Although there are a wide variety of known mental illnesses or mental health disorders, some of these are more prevalent in mentally disordered offenders (MDOs) than others. This article describes the types of mental disorders most commonly implicated in the population of mentally disordered offenders.

To more accurately portray the characteristics of MDOs it is useful to break this population into two segments: those who have been charged with, but not (yet) convicted of, criminal offenses and those who have been convicted of criminal offenses. The first segment of this population would include those individuals for whom legal provisions with respect to mental illness exist, such as competency to stand trial provisions or provisions for the mounting of an insanity defense. The second segment would include those offenders who have a mental illness or mental health disorder of some type and who have been convicted of a criminal offense, the sentence for which may or may not include a period of custody.

MDOs for whom Legal Mental Illness Provisions Exist

The types of mental illnesses or mental health disorders that are most common in this group of offenders tend to be of a more serious, chronic, or acute nature than those of the general correctional population. Legal provisions that deal with the mental state of a defendant, such as competency to stand trial or a criminal responsibility (insanity) defense, are typically reserved for those offenders who have serious, significant mental disorders. Most commonly these types of individuals have mental illnesses that are chronic in nature and that are considered severe. The most common type of mental disorder for this group of offender is Schizophrenia and the other psychotic disorders, including: Schizophreniform Disorder, Schizoaffective Disorder, Delusional Disorder, Psychotic Disorder Due to

a General Medical Condition, Substance Induced Psychotic Disorder, and Psychotic Disorder Not Otherwise Specified.

Although psychosis does not automatically render an individual incompetent (unfit) to stand trial, the psychotic disorders are significantly represented among those who are found incompetent or unfit to stand trial. Similarly, those who are found not guilty by reason of insanity or not criminally responsible on account of mental disorder are significantly more likely to have a psychotic disorder.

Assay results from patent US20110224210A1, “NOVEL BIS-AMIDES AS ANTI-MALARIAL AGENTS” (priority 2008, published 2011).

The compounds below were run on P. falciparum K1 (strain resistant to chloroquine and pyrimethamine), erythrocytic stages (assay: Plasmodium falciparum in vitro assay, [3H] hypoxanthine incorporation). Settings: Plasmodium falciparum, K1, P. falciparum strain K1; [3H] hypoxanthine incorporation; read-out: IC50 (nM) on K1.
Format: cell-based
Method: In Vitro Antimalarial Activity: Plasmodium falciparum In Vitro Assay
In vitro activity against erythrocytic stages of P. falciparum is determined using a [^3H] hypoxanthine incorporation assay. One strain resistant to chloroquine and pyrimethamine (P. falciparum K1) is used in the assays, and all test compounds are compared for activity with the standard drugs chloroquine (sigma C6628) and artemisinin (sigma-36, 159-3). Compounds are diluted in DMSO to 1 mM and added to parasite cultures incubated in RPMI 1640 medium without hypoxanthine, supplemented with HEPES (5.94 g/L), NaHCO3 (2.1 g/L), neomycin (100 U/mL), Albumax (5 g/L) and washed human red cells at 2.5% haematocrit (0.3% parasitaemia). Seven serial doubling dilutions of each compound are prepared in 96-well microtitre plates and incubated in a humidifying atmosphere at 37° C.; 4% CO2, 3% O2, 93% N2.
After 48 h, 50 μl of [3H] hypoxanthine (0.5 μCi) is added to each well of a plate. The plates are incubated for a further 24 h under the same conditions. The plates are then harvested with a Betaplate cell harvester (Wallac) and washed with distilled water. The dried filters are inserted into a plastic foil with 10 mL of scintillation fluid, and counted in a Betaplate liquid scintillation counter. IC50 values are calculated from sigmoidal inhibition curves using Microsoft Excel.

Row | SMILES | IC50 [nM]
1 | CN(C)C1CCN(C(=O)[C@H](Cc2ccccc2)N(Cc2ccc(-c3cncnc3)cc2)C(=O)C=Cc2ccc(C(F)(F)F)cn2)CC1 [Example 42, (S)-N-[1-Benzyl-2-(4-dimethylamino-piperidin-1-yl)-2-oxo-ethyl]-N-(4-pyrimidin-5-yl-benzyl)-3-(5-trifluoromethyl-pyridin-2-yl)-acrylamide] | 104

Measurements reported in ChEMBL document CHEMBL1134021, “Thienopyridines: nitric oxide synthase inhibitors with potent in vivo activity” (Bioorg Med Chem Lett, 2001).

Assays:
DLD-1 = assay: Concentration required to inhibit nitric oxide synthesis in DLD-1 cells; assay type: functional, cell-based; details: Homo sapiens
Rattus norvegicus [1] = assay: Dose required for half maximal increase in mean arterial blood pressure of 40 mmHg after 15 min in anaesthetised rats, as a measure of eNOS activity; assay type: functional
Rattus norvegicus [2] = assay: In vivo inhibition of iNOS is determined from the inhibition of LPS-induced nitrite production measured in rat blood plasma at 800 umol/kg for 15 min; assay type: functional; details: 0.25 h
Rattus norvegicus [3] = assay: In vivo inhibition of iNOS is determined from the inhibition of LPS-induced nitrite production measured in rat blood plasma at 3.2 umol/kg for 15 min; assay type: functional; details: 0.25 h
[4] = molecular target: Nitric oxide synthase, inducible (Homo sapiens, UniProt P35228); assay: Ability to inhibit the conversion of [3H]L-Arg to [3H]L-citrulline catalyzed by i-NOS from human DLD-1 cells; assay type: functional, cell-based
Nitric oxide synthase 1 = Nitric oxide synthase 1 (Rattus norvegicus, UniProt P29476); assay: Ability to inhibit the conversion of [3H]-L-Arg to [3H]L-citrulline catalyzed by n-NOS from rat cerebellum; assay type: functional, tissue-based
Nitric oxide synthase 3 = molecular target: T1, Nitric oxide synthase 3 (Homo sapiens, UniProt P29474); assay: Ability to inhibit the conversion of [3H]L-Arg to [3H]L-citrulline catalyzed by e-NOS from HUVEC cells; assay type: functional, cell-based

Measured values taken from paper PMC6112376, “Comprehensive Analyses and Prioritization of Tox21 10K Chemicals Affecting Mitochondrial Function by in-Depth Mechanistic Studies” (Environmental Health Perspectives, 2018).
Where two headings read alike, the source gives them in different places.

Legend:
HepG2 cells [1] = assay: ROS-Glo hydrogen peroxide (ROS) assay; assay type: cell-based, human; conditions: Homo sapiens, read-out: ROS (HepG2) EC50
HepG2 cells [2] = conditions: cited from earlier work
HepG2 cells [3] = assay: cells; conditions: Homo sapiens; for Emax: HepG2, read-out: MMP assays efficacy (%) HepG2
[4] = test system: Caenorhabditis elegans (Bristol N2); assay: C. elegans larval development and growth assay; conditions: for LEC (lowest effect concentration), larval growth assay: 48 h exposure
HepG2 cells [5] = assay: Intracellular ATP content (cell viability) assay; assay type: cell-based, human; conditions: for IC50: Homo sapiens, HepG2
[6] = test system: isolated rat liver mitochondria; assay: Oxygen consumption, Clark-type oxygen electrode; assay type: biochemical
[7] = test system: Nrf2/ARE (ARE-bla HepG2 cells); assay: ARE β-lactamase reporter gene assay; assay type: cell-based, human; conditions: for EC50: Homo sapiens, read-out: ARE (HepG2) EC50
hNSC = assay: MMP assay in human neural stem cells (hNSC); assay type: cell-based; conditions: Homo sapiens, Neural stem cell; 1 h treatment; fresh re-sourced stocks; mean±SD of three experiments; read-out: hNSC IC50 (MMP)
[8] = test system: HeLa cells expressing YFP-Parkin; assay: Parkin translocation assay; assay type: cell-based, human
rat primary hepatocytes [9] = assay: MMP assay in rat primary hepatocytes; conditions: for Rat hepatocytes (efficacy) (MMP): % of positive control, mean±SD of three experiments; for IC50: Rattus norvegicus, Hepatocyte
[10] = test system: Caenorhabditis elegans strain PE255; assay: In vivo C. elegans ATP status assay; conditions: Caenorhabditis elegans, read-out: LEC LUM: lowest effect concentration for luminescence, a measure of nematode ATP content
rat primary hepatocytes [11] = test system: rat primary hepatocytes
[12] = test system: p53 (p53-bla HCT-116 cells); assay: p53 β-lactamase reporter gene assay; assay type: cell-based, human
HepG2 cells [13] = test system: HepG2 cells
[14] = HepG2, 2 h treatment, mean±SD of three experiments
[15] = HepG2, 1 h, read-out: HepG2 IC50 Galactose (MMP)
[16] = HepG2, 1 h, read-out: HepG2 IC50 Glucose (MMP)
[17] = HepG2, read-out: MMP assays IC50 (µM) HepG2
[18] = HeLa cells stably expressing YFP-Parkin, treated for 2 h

Substance use disorders, including diagnoses of both abuse and dependence for a vast array of substances, are far less likely to be implicated in these types of offenders than the general offender population.

Jails, Prisons, and the Correctional Population

The general offender population and the mentally disordered offender population are far more likely to have diagnoses of substance use disorders. That is, substance use disorders are significantly more common in an offender population, including mentally disordered offenders, than they are in the general population. Some research has indicated that nearly 80% of the offenders in jails and prisons have a substance use disorder. This is by far the most prevalent type of disorder among the correctional population.

In addition to substance use disorders, personality disorders, especially Antisocial Personality Disorder, is common in the correctional population. Some estimates indicate that approximately 75% of all offenders in prison meet diagnostic criteria for Antisocial Personality Disorder. In female offender populations, Borderline Personality Disorder tends to be a common diagnosis.

The rates of other mental illnesses or mental health disorders in the offender population tend to be slightly higher in the correctional population than in the general population, with depression, anxiety, and adjustment disorders relatively common in jails and prisons. Of course, the stress involved in being in a custodial setting may also impact some individuals by exacerbating symptoms of mental illness or causing those with serious mental disorders to decompensate or deteriorate.

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